The Irish firm said that it could offer cheap calls using its Maxroam Sim card because it had struck deals with GSM carriers around the globe.
Cubic claimed that its GSM calls are up to 80 per cent cheaper than the roaming rates offered by existing mobile service providers.
The company only offers two mobile handsets, both of which are Wi-Fi enabled to also use VoIP.
"The Wi-Fi network we use is either the one you have at home, or in your office, or one of our partner networks that cover over 100,000 public hotspots around the world," the Cubic website claims.
Ovum analyst Matthew Howett suggested that the service is most likely a reaction to the recent decision to regulate international roaming in Europe.
"Cubic will be subject to the recent international roaming legislation in Europe and will be using GSM because it will be classified as a reseller," Howett told vnunet.com. "I suspect the situation is different where it uses Wi-Fi."
Howett added that Cubic must negotiate at the wholesale level with each carrier because it does not have its own network.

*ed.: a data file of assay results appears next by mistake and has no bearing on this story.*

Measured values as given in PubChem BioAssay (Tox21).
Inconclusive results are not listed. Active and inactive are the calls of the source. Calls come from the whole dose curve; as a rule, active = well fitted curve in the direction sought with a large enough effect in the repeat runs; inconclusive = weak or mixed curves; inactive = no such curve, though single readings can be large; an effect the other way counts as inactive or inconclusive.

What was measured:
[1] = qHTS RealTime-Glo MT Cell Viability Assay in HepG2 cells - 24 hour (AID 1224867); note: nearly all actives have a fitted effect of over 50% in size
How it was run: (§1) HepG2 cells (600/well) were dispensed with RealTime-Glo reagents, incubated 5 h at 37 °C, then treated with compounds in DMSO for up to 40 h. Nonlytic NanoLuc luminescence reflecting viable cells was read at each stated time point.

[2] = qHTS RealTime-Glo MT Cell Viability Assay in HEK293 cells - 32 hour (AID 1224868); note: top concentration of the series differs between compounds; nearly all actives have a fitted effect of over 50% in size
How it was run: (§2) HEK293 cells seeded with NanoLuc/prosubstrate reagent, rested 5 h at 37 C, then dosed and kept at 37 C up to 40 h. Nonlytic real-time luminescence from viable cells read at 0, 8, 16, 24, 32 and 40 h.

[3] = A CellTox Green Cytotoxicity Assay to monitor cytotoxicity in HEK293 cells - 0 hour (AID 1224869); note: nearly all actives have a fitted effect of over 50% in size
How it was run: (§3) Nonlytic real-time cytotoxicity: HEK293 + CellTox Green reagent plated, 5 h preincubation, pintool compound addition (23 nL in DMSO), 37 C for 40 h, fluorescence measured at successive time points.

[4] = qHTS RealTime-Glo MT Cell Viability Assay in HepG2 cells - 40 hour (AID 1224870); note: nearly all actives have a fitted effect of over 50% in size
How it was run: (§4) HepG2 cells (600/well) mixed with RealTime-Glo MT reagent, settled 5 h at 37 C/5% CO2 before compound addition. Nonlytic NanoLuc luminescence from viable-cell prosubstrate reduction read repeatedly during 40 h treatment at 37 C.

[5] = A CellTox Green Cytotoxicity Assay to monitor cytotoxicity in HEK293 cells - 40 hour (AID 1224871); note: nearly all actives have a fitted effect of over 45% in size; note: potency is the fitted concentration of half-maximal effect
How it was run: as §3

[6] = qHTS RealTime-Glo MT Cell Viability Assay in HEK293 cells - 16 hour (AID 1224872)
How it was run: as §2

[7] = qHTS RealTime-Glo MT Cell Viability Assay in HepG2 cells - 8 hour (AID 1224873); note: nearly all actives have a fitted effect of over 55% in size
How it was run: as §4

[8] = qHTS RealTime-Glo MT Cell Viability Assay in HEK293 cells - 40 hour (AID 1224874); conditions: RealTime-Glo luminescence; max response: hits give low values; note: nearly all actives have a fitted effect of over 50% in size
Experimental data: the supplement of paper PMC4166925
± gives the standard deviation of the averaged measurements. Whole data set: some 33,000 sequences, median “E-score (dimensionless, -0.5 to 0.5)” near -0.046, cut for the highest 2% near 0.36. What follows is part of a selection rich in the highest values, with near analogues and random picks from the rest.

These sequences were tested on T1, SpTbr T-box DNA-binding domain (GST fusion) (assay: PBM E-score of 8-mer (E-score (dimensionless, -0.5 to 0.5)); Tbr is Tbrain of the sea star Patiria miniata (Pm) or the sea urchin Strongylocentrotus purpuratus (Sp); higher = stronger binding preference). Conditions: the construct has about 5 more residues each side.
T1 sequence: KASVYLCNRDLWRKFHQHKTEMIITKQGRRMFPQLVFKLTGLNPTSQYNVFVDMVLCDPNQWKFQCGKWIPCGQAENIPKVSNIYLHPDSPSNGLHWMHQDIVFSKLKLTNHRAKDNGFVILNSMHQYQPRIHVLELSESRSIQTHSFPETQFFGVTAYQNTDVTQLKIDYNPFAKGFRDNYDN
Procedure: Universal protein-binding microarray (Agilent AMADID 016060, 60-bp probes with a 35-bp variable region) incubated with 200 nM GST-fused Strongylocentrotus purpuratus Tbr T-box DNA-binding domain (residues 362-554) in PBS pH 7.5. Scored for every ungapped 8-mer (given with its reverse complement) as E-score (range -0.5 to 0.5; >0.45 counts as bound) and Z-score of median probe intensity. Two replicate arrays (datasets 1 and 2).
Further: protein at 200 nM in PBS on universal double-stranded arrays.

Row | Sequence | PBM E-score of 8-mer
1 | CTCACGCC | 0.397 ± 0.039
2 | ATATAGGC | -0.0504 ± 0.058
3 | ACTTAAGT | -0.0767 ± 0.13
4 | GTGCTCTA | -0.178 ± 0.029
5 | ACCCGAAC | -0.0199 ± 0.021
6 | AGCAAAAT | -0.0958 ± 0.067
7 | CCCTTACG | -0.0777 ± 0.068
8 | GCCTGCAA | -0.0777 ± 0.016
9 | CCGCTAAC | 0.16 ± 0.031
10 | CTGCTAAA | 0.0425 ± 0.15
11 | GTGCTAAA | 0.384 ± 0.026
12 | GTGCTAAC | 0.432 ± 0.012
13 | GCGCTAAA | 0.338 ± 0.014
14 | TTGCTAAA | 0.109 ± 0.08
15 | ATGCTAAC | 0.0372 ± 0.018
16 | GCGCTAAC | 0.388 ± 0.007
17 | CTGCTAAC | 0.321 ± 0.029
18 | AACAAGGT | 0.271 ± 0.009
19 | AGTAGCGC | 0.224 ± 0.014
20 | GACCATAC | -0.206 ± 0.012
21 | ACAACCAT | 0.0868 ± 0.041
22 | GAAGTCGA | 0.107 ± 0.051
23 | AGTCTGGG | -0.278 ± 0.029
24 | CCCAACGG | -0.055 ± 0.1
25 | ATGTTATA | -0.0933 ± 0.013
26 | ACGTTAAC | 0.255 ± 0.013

"In Europe the maximum wholesale charge is now 30 eurocents, inclusive of origination and transit costs, which is set to fall further over the next two years," he said. "This is good news for Cubic."
Cubic claimed that its offering is different because it is designed as a service not a technology.
"All users want is a mobile phone that is simple to use, relatively cheap and allows them to make calls to anyone in the world, from anywhere in the world, at anytime they choose without having to worry about the price," said a company statement.
Start-up promises worldwide local phone calls
By Matt Chapman on Sep 21, 2007 6:22AM
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